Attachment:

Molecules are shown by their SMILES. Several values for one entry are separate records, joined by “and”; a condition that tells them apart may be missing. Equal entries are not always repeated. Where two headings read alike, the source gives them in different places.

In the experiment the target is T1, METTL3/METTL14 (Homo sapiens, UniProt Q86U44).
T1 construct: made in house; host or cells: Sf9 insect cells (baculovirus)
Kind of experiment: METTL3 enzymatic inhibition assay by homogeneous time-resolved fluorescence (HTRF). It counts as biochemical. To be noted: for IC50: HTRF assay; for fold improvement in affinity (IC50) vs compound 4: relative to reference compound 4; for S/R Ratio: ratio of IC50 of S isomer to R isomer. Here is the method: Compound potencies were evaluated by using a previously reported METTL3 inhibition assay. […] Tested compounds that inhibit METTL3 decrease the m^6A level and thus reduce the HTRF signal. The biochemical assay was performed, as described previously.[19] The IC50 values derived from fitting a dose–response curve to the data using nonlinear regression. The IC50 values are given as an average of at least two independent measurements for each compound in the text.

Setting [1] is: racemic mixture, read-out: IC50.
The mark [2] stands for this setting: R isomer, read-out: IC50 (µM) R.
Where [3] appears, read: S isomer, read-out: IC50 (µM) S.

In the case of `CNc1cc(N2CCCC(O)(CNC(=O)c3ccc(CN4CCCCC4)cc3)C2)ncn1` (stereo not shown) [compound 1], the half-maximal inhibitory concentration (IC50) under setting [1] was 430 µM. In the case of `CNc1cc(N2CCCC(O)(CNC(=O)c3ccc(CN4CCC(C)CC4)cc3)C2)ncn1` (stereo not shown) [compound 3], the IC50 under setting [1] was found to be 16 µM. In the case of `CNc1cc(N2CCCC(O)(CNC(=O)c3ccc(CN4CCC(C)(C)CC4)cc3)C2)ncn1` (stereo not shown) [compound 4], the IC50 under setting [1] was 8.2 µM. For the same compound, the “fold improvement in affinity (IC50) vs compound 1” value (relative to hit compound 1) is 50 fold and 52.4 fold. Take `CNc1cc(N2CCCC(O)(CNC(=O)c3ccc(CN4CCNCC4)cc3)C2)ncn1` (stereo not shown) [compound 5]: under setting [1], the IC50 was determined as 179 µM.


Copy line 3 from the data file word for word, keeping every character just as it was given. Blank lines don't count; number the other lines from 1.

T1 construct: made in house; host or cells: Sf9 insect cells (baculovirus)